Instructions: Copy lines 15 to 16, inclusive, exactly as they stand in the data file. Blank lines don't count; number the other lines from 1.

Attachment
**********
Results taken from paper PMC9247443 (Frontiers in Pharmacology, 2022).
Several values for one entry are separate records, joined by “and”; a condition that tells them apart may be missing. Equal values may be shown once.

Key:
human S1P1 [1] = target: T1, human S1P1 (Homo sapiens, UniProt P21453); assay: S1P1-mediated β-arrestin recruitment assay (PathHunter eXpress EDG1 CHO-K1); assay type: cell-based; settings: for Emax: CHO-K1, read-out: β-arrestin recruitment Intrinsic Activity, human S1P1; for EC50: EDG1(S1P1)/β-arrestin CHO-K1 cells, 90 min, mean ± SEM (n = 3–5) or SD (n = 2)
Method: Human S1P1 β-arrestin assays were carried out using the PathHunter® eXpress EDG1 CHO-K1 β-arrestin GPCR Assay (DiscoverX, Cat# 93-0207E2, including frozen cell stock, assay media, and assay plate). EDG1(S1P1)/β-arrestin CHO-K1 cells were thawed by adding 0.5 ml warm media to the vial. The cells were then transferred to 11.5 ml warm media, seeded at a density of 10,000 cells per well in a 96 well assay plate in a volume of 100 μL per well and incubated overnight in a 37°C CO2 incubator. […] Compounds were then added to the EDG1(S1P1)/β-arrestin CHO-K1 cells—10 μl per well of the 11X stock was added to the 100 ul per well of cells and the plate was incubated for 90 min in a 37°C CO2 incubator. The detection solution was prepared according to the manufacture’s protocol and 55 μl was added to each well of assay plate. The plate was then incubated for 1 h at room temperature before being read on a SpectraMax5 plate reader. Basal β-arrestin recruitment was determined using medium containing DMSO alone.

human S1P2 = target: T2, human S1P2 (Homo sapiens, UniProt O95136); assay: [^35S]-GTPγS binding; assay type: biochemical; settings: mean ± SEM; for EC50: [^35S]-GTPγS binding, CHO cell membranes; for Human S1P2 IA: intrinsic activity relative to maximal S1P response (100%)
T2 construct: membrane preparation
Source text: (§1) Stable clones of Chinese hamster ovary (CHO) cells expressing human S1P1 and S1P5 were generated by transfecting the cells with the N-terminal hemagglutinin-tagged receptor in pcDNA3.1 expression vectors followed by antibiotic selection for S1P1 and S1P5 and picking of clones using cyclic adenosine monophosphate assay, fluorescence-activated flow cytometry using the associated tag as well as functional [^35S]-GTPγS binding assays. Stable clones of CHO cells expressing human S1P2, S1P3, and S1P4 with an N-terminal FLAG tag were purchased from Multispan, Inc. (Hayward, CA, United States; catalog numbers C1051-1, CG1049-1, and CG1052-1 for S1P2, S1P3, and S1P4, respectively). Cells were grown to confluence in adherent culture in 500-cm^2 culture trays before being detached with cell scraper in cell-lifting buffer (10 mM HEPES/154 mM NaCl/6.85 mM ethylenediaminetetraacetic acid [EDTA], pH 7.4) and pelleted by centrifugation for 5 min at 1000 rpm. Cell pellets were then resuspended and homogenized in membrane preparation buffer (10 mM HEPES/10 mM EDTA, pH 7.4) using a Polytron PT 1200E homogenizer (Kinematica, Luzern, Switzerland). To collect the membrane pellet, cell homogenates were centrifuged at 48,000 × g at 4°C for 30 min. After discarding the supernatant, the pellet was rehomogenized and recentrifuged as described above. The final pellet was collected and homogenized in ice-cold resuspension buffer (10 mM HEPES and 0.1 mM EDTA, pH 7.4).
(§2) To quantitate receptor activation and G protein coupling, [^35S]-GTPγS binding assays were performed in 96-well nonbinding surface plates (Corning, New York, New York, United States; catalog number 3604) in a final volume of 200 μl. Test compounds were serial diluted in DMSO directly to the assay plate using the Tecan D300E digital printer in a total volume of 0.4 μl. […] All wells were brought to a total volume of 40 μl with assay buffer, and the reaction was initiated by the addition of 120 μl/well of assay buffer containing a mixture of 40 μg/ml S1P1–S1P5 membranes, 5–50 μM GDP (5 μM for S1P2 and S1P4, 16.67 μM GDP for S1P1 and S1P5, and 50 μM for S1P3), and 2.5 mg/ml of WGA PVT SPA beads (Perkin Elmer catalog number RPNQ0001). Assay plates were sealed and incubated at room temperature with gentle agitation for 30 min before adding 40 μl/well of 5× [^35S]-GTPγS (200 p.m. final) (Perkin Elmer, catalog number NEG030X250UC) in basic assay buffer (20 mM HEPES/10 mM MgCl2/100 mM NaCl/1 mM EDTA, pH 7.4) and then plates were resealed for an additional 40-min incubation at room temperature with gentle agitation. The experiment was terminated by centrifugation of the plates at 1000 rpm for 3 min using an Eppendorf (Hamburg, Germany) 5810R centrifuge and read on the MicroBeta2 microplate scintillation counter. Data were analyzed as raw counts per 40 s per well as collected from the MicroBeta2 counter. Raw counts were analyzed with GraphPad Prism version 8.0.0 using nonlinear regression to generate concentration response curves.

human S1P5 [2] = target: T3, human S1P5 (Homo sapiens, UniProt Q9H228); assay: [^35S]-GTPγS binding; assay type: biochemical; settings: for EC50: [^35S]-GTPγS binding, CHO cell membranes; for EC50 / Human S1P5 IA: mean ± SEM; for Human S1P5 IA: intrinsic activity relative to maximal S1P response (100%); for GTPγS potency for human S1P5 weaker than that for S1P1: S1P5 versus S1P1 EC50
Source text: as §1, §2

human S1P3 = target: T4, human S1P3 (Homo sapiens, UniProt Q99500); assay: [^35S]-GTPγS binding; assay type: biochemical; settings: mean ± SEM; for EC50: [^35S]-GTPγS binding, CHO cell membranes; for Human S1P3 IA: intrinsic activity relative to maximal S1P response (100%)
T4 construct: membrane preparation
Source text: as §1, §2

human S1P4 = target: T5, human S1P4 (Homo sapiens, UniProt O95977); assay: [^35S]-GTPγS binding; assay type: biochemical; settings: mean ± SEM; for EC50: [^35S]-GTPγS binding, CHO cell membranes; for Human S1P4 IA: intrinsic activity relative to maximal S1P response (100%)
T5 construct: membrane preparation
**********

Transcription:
human S1P4 = target: T5, human S1P4 (Homo sapiens, UniProt O95977); assay: [^35S]-GTPγS binding; assay type: biochemical; settings: mean ± SEM; for EC50: [^35S]-GTPγS binding, CHO cell membranes; for Human S1P4 IA: intrinsic activity relative to maximal S1P response (100%)
T5 construct: membrane preparation